Stephen W Latimer from Loughborough in Leicestershire, purchased an orange MGF sports car that he bought from his next-door neighbour. The following week, his perfect registration SL 1000 just happened to come along thanks to Regtransfers.co.uk’s advertisement in the Daily Telegraph motoring supplement – uncanny timing since he never spotted a number plate so attractive before.
Stephen was very keen to try and trace the history of this original and very old Dundee registered mark and we are pleased to be able to tell him that ‘SL’ prefix numbers were first issued at Clackmannonshire, Scotland in December 1903.
It was a bureaucrats’ paradise in those dark and dismal days of 1973, when car numbers purist StephenWilliam Latimer fancied the letters ‘SWL’ for his Mini. He discovered that the ‘SWL’ sequence was first issued in Oxfordshire so he placed an advert in the local paper and received one reply from someone who was about to scrap a Ford Corsair bearing the registration with 84 SWL.
In those days you could not simply transfer the number, you had to buy the whole car. The Corsair cost him only £20, but getting it home to Leicestershire was a further £50! That wasn’t the end of the story however, as he actually had to register the car in the name of his father’s business because the rules required the vehicle to belong to someone else for 6 months before the number could be transferred. This led to 6 months of complaints from the neighbours about a wrecked Corsair in the driveway.
In 1976, through a newspaper advert, Stephen then managed to snap up9 SWL, complete with an Austin 1100 and transferred the mark – when the transfer fee was still only £5! – to his Mini, which had previously been graced with HAY 212L and 84 SWL. When finally sold, it was given the ‘cover number’ RYD 956L, which meant that no less than 4 different registration numbers were showing in the tattered and fading old-style log book. 9 SWL has since adorned 11 cars since first acquired.
Two years later, Stephen thought ‘his number was up’ when he gave chase to an off-duty policeman. He could not believe his luck when he saw PC Ray Smith driving another Mini bearing the registration SWL 9 – the ‘twin’ of his own pride and joy – through Shepton Mallet in Somerset. The officer did not mind being flagged down and it was just the ticket as he eventually gave in to sheer persuasion and persistence and sold Stephen the rusting car – which he drove regularly for about 3 years until the hydrolastic suspension collapsed – together with the ‘arresting’ number plate.
Stephen assigned the number to his prize possession – a 1962 Morris Minor, which was considered to be one of the family. Stephen’s grandmother had bought it when she decided to learn to drive at the age of 70! The Morris has covered only 39,000 miles, averaging just 1000 miles a year since it was acquired and the back seat has never been used! Stephen has entered it in several Norwich Union RAC Classic Runs. On the day of the transfer inspection of the Mini, the clutch master cylinder failed and with great difficulty he drove the 60 miles to the local vehicle licensing office where the staff were highly amused that he should be transferring a number to and not from a Morris Minor! The 1968 Mini was given the cover number BYC 285B, implying it was 4 years older than it actually was.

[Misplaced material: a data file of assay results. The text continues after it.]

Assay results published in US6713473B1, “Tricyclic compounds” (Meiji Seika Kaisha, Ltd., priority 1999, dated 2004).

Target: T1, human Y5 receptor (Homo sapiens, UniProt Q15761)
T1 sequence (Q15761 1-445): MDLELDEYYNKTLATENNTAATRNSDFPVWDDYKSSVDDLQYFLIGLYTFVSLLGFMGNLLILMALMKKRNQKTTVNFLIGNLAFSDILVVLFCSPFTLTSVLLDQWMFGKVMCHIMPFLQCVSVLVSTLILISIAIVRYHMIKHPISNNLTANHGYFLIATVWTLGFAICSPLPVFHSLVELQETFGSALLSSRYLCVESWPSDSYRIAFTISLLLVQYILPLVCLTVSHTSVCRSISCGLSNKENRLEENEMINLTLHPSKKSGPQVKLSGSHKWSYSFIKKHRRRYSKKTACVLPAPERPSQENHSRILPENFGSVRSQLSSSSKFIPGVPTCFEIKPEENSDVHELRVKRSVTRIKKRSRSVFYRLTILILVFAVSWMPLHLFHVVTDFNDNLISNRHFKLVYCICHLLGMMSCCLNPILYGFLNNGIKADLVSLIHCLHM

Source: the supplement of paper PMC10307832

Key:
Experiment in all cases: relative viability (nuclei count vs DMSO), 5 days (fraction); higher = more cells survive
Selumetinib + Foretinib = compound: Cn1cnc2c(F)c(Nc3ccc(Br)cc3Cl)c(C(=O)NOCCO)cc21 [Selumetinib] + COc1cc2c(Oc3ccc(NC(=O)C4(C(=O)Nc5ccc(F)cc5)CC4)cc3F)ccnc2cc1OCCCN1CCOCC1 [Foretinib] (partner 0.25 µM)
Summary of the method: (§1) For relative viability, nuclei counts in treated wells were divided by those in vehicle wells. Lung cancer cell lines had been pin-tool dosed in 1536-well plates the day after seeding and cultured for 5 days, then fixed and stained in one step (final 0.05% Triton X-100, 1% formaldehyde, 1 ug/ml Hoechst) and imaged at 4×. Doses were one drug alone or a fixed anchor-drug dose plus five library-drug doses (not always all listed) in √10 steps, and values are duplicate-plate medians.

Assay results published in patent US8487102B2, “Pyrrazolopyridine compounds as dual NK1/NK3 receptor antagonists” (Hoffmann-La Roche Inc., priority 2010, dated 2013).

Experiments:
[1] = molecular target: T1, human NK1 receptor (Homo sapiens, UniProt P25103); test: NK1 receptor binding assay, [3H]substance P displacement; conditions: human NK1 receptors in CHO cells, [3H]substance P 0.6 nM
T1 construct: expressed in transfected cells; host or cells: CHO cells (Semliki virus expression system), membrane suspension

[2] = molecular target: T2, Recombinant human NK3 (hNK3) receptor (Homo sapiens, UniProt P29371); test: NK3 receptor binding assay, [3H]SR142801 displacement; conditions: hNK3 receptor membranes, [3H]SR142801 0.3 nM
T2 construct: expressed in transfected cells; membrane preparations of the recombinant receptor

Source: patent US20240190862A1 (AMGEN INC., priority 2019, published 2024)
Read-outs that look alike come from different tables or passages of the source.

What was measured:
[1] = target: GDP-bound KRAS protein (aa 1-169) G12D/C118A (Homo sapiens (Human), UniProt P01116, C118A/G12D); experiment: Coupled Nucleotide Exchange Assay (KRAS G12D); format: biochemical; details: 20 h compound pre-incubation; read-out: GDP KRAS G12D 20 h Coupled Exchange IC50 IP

Because he has the original old-style log book, Stephen knows the complete history of 9 SWL, but tracing the history of SWL 9 was somewhat more difficult. He wrote to the Senior Archivist at the Oxfordshire County Council who was able to tell him only when the vehicle was first registered and who originally owned it. But, alas, the owner of the 1952 moped in question had since long gone.
A further record was found, however, which showed that the mark must have been the subject of a cherished transfer in 1971. Stephen was advised also to contact the public record office at Kew but to no avail.
In 1982, during another dispute at the DVLC concerning yet another 9 SWL transfer, his V5 registration document became ‘locked in the system’ for nearly 6 months before he was able to proceed with a transfer to another Morris Minor (giving him yet another set of twins). One year later, during the next transfer, he received a fixed penalty ticket by a traffic warden for not displaying a current tax disc.
At that time it was necessary to submit the discs with the transfer application, leaving him with no alternative but to break the law. After writing an explanatory letter to the Chief Constable, the fine was quashed.
Since first becoming a two-car man sporting gloriously legal matching plates. Stephen has amassed 22 awards at a total of 36 Registration Numbers Club (RNC) and Cherished Numbers Dealers’ Association (CNDA) rallies which he has attended -travelling thousands of miles all over the country and collecting virtually every publication on the subject.
Stephen is an ‘old campaigner’ and did it the hard way, fighting tooth and nail to beat the system, but his personal ambition to own a cherished number has been balanced by the sheer pleasure of motoring. After becoming a member of the Institute of Advanced Motorists at the age of just 19, he has always considered all the prestige that comes with cherished plate ownership to be just the icing on the cake.